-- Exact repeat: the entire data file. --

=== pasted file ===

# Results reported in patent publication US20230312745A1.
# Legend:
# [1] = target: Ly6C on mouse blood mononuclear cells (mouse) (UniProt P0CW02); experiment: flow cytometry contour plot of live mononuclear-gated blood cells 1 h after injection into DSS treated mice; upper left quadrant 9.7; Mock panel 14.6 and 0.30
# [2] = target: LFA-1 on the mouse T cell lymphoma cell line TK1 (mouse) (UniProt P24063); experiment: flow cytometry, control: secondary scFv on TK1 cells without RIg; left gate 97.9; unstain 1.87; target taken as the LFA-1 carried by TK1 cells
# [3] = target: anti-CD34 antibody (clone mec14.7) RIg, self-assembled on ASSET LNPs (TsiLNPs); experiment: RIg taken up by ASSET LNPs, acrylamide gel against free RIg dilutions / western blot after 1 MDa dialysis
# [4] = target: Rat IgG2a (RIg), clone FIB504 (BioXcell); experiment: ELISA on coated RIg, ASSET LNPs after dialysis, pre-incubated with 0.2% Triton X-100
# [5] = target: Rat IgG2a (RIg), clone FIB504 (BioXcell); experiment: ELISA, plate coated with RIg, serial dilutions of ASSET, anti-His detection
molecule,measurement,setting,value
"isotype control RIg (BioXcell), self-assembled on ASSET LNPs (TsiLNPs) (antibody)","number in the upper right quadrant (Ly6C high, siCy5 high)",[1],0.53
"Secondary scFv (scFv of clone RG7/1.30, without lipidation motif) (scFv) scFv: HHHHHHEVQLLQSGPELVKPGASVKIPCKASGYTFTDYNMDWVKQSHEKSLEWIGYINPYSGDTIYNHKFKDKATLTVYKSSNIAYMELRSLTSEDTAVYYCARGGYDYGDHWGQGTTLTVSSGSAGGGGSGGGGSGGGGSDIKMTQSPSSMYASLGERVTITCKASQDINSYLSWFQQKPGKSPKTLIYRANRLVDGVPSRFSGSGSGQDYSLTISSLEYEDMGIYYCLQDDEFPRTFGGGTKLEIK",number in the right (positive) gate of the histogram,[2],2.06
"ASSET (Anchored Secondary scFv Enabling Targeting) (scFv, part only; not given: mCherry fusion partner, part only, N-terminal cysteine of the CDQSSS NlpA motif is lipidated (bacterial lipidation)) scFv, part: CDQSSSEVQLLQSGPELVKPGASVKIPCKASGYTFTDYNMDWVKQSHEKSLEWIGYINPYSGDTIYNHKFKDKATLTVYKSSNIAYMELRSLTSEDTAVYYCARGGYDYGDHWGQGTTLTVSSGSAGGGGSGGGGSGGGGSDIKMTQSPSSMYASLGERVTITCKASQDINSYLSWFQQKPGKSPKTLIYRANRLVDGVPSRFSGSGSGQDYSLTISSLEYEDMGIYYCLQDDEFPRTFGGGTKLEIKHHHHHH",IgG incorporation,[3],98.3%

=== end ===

# Results reported in patent publication US20230312745A1.
# Legend:
# [1] = target: Ly6C on mouse blood mononuclear cells (mouse) (UniProt P0CW02); experiment: flow cytometry contour plot of live mononuclear-gated blood cells 1 h after injection into DSS treated mice; upper left quadrant 9.7; Mock panel 14.6 and 0.30
# [2] = target: LFA-1 on the mouse T cell lymphoma cell line TK1 (mouse) (UniProt P24063); experiment: flow cytometry, control: secondary scFv on TK1 cells without RIg; left gate 97.9; unstain 1.87; target taken as the LFA-1 carried by TK1 cells
# [3] = target: anti-CD34 antibody (clone mec14.7) RIg, self-assembled on ASSET LNPs (TsiLNPs); experiment: RIg taken up by ASSET LNPs, acrylamide gel against free RIg dilutions / western blot after 1 MDa dialysis
# [4] = target: Rat IgG2a (RIg), clone FIB504 (BioXcell); experiment: ELISA on coated RIg, ASSET LNPs after dialysis, pre-incubated with 0.2% Triton X-100
# [5] = target: Rat IgG2a (RIg), clone FIB504 (BioXcell); experiment: ELISA, plate coated with RIg, serial dilutions of ASSET, anti-His detection
molecule,measurement,setting,value
"isotype control RIg (BioXcell), self-assembled on ASSET LNPs (TsiLNPs) (antibody)","number in the upper right quadrant (Ly6C high, siCy5 high)",[1],0.53
"Secondary scFv (scFv of clone RG7/1.30, without lipidation motif) (scFv) scFv: HHHHHHEVQLLQSGPELVKPGASVKIPCKASGYTFTDYNMDWVKQSHEKSLEWIGYINPYSGDTIYNHKFKDKATLTVYKSSNIAYMELRSLTSEDTAVYYCARGGYDYGDHWGQGTTLTVSSGSAGGGGSGGGGSGGGGSDIKMTQSPSSMYASLGERVTITCKASQDINSYLSWFQQKPGKSPKTLIYRANRLVDGVPSRFSGSGSGQDYSLTISSLEYEDMGIYYCLQDDEFPRTFGGGTKLEIK",number in the right (positive) gate of the histogram,[2],2.06
"ASSET (Anchored Secondary scFv Enabling Targeting) (scFv, part only; not given: mCherry fusion partner, part only, N-terminal cysteine of the CDQSSS NlpA motif is lipidated (bacterial lipidation)) scFv, part: CDQSSSEVQLLQSGPELVKPGASVKIPCKASGYTFTDYNMDWVKQSHEKSLEWIGYINPYSGDTIYNHKFKDKATLTVYKSSNIAYMELRSLTSEDTAVYYCARGGYDYGDHWGQGTTLTVSSGSAGGGGSGGGGSGGGGSDIKMTQSPSSMYASLGERVTITCKASQDINSYLSWFQQKPGKSPKTLIYRANRLVDGVPSRFSGSGSGQDYSLTISSLEYEDMGIYYCLQDDEFPRTFGGGTKLEIKHHHHHH",IgG incorporation,[3],98.3%